The global wage gap is a major driver of inequality between poor countries and rich countries, and there is one obvious solution: a global minimum wage coupled with a universal basic income, argues Jason Hickel.
When the UN unveiled the new sustainable development goals two years ago, it was the one on inequality that captured everyone’s attention. Goal 10 – “reduce income inequality within and among countries” – was let in at the 11th hour after a long fight by civil society groups in the face of fierce resistance.
And it’s a timely intervention. Income inequality within countries has increased(pdf) virtually everywhere as a result of globalisation. And over the past 50 years the per capita income gap between the global north and south has roughly tripled in size, according to World Bank data.
Reversing these trends is crucial to restoring stability to a world shot through with crises. Goal 10 calls for a number of important reforms: improving social protections, reducing fees on migrant remittances, regulating global financial markets, and so on. But one stands out as particularly compelling, and that is the call for better wages.
This move vindicates a longstanding demand by developing countries. For decades, a group of scholars from the south have argued that the global wage gap is a major driver of inequality between poor countries and rich countries. And they don’t just mean the obvious fact that different wages translate into different standards of living. They mean that, through the mechanism of international trade, the wage gap also actively produces inequality.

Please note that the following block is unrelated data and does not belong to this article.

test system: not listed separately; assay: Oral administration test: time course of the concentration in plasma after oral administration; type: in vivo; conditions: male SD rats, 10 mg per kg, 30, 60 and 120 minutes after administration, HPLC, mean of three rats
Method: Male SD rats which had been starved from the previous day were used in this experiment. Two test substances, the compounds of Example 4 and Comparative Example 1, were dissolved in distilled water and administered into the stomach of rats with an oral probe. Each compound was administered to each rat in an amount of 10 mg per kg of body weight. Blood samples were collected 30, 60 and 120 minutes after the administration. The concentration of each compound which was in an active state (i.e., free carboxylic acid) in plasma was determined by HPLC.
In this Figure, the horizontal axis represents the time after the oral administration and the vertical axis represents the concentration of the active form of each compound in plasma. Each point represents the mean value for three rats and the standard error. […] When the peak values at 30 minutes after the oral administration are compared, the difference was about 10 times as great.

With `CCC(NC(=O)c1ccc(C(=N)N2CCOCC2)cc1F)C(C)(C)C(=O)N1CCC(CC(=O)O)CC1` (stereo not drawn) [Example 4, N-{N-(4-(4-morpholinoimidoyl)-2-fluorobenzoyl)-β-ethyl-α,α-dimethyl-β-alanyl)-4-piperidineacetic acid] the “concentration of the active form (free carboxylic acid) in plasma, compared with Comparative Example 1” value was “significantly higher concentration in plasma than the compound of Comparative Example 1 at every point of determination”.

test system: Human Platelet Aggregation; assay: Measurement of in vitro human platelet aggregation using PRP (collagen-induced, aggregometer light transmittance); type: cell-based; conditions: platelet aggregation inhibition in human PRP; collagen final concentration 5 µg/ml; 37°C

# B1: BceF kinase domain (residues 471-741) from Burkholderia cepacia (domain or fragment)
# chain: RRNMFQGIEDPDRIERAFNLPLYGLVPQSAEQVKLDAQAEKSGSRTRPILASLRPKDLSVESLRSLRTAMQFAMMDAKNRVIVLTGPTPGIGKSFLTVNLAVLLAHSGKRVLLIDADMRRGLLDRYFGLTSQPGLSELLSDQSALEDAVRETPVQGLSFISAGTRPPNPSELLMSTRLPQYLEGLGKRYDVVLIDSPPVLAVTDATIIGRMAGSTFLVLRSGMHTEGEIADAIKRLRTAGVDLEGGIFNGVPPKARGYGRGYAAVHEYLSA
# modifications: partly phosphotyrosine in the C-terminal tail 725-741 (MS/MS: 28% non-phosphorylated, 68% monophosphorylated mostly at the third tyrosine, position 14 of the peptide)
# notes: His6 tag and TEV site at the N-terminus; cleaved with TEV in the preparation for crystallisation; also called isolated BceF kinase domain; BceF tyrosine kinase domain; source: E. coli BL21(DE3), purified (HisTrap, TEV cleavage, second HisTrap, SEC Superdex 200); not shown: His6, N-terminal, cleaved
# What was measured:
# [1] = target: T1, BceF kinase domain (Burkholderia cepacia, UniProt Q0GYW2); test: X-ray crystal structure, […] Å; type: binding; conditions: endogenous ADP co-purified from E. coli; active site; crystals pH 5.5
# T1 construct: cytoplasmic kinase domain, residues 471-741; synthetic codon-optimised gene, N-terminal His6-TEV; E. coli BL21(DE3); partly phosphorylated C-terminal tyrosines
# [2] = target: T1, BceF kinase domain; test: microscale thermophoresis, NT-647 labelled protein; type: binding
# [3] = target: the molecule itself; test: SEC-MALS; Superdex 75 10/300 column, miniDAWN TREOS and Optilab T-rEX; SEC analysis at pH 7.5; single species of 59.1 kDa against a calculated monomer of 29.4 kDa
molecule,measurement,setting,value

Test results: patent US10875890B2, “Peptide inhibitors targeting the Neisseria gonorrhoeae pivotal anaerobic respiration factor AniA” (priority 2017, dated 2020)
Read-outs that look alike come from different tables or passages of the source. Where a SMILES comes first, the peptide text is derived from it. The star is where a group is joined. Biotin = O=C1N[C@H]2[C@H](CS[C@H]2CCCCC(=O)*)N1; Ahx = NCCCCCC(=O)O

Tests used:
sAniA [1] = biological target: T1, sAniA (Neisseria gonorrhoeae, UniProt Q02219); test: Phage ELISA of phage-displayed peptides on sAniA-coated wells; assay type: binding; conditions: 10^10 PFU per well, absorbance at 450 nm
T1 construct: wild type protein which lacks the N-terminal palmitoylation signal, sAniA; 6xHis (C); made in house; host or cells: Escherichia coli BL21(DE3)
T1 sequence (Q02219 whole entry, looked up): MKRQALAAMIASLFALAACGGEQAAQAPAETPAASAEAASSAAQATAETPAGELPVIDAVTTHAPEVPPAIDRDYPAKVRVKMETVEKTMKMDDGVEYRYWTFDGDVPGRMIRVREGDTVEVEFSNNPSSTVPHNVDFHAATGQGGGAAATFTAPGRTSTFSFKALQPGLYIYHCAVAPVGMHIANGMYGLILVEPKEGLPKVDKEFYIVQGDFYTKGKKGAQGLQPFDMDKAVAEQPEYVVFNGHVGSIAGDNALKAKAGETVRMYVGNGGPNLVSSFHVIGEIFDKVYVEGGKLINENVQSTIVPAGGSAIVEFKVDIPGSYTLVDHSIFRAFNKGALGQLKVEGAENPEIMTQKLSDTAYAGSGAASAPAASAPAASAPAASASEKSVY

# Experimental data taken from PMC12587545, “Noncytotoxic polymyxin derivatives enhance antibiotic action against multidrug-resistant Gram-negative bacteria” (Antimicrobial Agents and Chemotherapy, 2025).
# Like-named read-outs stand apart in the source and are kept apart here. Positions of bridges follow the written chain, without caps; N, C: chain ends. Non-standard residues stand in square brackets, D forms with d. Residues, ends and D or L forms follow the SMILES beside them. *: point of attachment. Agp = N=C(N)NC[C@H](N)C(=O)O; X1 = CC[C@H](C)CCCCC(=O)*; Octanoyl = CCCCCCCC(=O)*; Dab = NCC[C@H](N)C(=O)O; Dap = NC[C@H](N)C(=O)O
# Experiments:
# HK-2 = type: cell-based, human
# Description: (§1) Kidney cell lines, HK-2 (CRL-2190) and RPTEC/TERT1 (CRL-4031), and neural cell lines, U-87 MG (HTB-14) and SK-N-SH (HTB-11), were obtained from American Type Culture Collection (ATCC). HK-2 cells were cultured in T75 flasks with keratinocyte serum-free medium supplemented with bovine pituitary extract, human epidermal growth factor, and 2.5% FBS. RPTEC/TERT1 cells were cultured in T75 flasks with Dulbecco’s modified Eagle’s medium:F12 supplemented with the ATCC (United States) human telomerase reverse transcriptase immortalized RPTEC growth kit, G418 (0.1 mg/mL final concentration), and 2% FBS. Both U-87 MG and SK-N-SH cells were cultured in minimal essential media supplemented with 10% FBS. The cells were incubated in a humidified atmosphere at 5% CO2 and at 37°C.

It was the Egyptian economist Samir Amin – a well-known critic of neocolonialism – who first articulated this argument in the 1970s. He noticed that if we look at the labour that goes into producing goods for trade between south and north, we see that workers in the south are paid much less than their northern counterparts - even when adjusted for productivity or units of output per hour. This means that when the north buys goods from the south, they pay far less than those goods would otherwise be worth. In other words, the north effectively siphons uncompensated value out of the south – it buys cheap and sells dear. But when the south buys goods from the north, on the other hand, they have to shell out for the north’s comparatively high wages.
Amin called this “unequal exchange”, and described it as a hidden transfer of value from south to north. How big is this transfer, exactly? Amin suggested we might calculate the scale of unequal exchange by comparing the south’s existing earnings through trade to what they would be earning if we lived in a fairer world – one where the labour that goes into producing goods for trade was paid equal wages for equal productivity. Using this method, Amin calculated that in the 1960s, at the end of the colonial period, the south was transferring about $22bn to the north each year, or $160bn (£123bn) in today’s dollars – twice the amount of aid and foreign investment they were receiving during the same period.
Following this logic, the scale of unequal exchange has only worsened over the intervening decades. Economists Zak Cope and Timothy Kerswell recently updated Amin’s calculations for 2012, and found that the south’s transfers due to unequal exchange had risen to an eye-popping $1.46tn (£1.13tn) per year, outstripping foreign aid by a factor of 11.
This is a conservative estimate, they add. It assumes that southern workers are far less productive than their northern counterparts; but the productivity gap may not be as big as we think. In fact, southern workers are probably at least as productive since these days many of them work in foreign-owned factories (think of Apple’s iPad factories) with highly efficient technology and rigid Taylorist rules, designed to extract as much as possible from every movement. If this is true, then the hidden transfer of value may be as large as $4.9tn (£3.8tn) each year.